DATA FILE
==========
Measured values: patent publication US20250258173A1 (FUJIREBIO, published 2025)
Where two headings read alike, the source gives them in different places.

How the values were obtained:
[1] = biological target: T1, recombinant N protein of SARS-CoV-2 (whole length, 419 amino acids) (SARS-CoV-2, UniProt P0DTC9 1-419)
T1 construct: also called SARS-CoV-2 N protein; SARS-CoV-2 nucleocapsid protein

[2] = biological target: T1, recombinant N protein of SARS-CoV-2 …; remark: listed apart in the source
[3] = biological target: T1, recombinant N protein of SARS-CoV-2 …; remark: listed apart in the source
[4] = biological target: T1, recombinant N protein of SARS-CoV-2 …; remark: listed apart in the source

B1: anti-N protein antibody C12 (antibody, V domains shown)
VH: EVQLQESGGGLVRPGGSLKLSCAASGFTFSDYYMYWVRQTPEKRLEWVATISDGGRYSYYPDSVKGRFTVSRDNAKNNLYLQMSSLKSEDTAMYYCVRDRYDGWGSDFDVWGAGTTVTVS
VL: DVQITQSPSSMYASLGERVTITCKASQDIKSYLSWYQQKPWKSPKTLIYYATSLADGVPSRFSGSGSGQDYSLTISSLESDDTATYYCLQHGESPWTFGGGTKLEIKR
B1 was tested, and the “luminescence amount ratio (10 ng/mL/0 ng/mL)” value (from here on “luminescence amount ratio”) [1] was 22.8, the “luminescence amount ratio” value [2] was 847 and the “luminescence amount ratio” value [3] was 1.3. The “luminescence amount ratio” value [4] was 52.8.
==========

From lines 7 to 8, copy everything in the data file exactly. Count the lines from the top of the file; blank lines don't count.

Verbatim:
[3] = biological target: T1, recombinant N protein of SARS-CoV-2 …; remark: listed apart in the source
[4] = biological target: T1, recombinant N protein of SARS-CoV-2 …; remark: listed apart in the source